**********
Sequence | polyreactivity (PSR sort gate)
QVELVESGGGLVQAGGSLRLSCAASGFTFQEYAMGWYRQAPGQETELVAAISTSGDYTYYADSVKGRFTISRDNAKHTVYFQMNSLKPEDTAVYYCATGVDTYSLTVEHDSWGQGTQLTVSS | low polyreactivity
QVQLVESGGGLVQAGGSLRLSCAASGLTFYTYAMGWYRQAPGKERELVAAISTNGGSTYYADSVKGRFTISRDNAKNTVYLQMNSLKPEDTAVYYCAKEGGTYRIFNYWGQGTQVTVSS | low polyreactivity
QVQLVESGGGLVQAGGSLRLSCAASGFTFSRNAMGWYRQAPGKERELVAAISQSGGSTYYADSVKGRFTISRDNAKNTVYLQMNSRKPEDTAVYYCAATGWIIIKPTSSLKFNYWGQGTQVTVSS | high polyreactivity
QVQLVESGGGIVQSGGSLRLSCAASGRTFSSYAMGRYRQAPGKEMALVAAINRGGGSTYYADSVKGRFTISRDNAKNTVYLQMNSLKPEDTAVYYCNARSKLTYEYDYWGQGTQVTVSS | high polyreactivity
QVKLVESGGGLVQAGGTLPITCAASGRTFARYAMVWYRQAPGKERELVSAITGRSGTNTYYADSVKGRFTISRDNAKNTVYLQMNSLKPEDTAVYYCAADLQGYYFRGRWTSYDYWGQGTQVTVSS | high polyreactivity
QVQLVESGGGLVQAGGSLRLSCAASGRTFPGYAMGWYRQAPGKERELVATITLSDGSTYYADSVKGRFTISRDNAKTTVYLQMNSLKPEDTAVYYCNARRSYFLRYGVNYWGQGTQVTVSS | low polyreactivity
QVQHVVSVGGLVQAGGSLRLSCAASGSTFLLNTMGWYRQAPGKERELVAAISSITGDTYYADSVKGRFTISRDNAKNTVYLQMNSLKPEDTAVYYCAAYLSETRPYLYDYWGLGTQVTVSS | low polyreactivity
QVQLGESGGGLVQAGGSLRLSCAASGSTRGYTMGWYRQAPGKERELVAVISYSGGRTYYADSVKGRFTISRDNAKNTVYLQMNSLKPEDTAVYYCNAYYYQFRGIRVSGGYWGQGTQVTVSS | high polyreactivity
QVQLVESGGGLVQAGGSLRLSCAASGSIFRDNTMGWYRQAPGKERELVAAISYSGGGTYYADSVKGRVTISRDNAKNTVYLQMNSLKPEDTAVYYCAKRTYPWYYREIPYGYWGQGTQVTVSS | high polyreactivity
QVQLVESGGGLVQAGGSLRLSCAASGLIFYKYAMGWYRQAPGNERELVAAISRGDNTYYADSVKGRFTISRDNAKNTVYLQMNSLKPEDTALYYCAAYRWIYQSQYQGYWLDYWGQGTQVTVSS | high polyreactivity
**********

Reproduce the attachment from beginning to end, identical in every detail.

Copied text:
Sequence | polyreactivity (PSR sort gate)
QVELVESGGGLVQAGGSLRLSCAASGFTFQEYAMGWYRQAPGQETELVAAISTSGDYTYYADSVKGRFTISRDNAKHTVYFQMNSLKPEDTAVYYCATGVDTYSLTVEHDSWGQGTQLTVSS | low polyreactivity
QVQLVESGGGLVQAGGSLRLSCAASGLTFYTYAMGWYRQAPGKERELVAAISTNGGSTYYADSVKGRFTISRDNAKNTVYLQMNSLKPEDTAVYYCAKEGGTYRIFNYWGQGTQVTVSS | low polyreactivity
QVQLVESGGGLVQAGGSLRLSCAASGFTFSRNAMGWYRQAPGKERELVAAISQSGGSTYYADSVKGRFTISRDNAKNTVYLQMNSRKPEDTAVYYCAATGWIIIKPTSSLKFNYWGQGTQVTVSS | high polyreactivity
QVQLVESGGGIVQSGGSLRLSCAASGRTFSSYAMGRYRQAPGKEMALVAAINRGGGSTYYADSVKGRFTISRDNAKNTVYLQMNSLKPEDTAVYYCNARSKLTYEYDYWGQGTQVTVSS | high polyreactivity
QVKLVESGGGLVQAGGTLPITCAASGRTFARYAMVWYRQAPGKERELVSAITGRSGTNTYYADSVKGRFTISRDNAKNTVYLQMNSLKPEDTAVYYCAADLQGYYFRGRWTSYDYWGQGTQVTVSS | high polyreactivity
QVQLVESGGGLVQAGGSLRLSCAASGRTFPGYAMGWYRQAPGKERELVATITLSDGSTYYADSVKGRFTISRDNAKTTVYLQMNSLKPEDTAVYYCNARRSYFLRYGVNYWGQGTQVTVSS | low polyreactivity
QVQHVVSVGGLVQAGGSLRLSCAASGSTFLLNTMGWYRQAPGKERELVAAISSITGDTYYADSVKGRFTISRDNAKNTVYLQMNSLKPEDTAVYYCAAYLSETRPYLYDYWGLGTQVTVSS | low polyreactivity
QVQLGESGGGLVQAGGSLRLSCAASGSTRGYTMGWYRQAPGKERELVAVISYSGGRTYYADSVKGRFTISRDNAKNTVYLQMNSLKPEDTAVYYCNAYYYQFRGIRVSGGYWGQGTQVTVSS | high polyreactivity
QVQLVESGGGLVQAGGSLRLSCAASGSIFRDNTMGWYRQAPGKERELVAAISYSGGGTYYADSVKGRVTISRDNAKNTVYLQMNSLKPEDTAVYYCAKRTYPWYYREIPYGYWGQGTQVTVSS | high polyreactivity
QVQLVESGGGLVQAGGSLRLSCAASGLIFYKYAMGWYRQAPGNERELVAAISRGDNTYYADSVKGRFTISRDNAKNTVYLQMNSLKPEDTALYYCAAYRWIYQSQYQGYWLDYWGQGTQVTVSS | high polyreactivity